While Jesus lived, his disciples frequently demonstrated cowardice and confusion. After his resurrection, the story changed completely. Showing himself to be alive by many convincing signs, he appeared to the apostles for forty days and spoke with them about the kingdom of God. When they received the Holy Spirit, they became his witnesses in Jerusalem, in the nearby regions of Judea and Samaria, and even to the ends of the earth.
Filled with the power of the Holy Spirit, the apostles made many bold moves. They spoke truth to power and proclaimed Jesus Christ, even when arrested by government officials, attacked by mobs, and threatened with death. They lived in community, sharing everything and providing for the poor, and eventually laid down their lives, fulfilling the final command of their master to “love one another as I love you” (John 15:12).
Indeed, the words “bold,” “boldly,” or “boldness” appear no fewer than ten times in the Acts of the Apostles, a New Testament book written by Saint Luke to chronicle the growth of the Church for the benefit of future generations of believers. After Peter and John were arrested and warned not to speak or teach in the name of Jesus, for example, they prayed and “were all filled with the holy Spirit and continued to speak the word of God with boldness” (Acts 4:31).
We begin a new message series this Sunday that we are calling “Bold Moves.” For each of us, there are times in our lives when we face the hard choice of retiring into familiar corners or stepping out boldly. A job offer, marriage proposal, career change, college admission, divorce petition, aggressive treatment plan for an illness, and other significant life-altering events often force us to choose between taking the safe course or making a bold move.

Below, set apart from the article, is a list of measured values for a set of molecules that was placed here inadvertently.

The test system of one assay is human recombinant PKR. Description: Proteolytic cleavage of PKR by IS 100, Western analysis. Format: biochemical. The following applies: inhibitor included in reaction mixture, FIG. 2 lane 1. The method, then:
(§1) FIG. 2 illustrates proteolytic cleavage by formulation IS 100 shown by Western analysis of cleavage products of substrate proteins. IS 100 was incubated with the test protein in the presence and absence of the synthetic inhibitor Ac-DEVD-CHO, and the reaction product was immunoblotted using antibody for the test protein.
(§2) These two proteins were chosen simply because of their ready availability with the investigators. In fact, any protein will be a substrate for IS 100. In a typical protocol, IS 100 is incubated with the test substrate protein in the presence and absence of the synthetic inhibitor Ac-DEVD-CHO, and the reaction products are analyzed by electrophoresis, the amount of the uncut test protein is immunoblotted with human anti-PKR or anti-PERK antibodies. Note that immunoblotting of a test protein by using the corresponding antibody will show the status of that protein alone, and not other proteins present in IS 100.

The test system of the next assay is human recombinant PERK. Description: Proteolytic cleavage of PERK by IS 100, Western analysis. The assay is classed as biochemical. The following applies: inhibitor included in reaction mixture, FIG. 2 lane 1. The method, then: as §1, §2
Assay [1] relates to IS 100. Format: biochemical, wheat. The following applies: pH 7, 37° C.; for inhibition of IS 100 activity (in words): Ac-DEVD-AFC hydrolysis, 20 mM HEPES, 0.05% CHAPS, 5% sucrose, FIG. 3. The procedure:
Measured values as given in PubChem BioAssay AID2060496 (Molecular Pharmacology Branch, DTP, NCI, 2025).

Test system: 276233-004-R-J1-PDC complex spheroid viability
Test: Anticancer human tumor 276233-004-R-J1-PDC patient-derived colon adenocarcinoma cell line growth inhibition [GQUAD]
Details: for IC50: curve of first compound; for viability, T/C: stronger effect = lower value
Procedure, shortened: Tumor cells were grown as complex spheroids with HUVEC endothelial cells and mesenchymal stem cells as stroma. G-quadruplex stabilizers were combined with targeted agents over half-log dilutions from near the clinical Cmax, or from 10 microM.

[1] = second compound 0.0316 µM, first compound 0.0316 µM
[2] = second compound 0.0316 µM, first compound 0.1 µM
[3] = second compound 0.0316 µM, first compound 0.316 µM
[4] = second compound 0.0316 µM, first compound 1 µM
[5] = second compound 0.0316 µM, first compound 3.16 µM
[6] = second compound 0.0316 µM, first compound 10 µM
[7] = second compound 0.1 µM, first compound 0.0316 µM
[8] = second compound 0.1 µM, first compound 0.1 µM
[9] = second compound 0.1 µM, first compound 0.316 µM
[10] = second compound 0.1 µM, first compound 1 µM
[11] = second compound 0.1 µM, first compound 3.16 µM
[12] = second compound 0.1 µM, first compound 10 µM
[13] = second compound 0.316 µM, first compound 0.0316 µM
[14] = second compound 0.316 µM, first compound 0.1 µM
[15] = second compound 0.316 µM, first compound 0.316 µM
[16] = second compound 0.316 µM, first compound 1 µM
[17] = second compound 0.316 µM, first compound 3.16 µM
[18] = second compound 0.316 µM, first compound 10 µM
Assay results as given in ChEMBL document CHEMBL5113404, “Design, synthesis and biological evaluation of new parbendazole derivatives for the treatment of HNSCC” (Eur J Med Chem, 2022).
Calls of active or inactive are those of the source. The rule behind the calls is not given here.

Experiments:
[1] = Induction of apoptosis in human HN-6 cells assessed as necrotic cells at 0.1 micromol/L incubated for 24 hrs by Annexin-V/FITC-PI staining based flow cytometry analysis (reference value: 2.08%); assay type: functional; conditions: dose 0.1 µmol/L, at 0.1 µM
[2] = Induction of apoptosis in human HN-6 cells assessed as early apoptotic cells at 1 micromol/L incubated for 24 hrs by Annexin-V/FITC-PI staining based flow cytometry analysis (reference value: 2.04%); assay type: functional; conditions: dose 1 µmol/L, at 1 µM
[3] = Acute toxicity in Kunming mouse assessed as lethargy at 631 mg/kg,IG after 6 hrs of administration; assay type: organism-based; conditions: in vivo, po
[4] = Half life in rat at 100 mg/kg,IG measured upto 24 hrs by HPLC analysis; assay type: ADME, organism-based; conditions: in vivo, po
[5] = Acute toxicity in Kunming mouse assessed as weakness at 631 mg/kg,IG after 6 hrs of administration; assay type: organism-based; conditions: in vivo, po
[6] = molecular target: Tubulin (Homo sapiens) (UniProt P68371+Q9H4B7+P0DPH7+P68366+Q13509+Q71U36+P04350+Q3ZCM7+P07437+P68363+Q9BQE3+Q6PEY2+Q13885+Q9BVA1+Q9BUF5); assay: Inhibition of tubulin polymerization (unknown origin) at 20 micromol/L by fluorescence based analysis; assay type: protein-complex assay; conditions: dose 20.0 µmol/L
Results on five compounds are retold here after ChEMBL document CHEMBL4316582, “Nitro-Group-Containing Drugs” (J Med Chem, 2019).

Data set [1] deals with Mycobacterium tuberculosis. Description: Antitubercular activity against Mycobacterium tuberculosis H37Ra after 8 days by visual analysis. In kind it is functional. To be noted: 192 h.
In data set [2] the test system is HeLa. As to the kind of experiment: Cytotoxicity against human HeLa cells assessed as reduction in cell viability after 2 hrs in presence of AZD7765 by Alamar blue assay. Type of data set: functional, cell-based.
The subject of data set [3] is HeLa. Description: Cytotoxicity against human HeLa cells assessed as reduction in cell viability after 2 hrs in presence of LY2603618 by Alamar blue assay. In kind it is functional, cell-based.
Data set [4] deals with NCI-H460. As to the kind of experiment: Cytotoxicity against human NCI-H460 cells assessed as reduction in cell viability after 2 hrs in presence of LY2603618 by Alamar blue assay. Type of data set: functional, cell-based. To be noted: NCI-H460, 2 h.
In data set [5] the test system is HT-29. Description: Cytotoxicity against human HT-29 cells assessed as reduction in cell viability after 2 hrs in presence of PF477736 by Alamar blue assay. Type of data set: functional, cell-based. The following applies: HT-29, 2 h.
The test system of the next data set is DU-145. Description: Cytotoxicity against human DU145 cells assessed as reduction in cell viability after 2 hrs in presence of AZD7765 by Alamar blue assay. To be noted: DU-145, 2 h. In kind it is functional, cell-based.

To the extent we pay attention to our spiritual lives, the same choice awaits us. Will we be a slave to fear or a child of God (c.f. Galatians 4:7), who trusts enough in the providence of the Father to strike out boldly in new ways? Spiritual growth results from a series of difficult choices to enter into and maintain healthy spiritual relationships, to pray with confidence, to endure suffering courageously and wait for healing, to work on deepening our knowledge of the faith, and to commit to a radical love of the poor and the unchurched.
Genuine disciples of Christ do not allow fear to interfere with their decision to serve in ministry, give to the church and to the poor, get involved in small groups grow in their faith, practice prayer to get closer to God, or share their faith to bring others to the Lord. Instead, they rather boldly embrace the uncertainty of change, the pain of suffering, the risk of sharing, and the inconvenience of real commitment, in order to make bold moves on behalf of the Lord.
Follow the apostles this Easter season as they boldly proclaim Christ to a waiting world and then make some bold moves of your own.
Father Roger Gustafson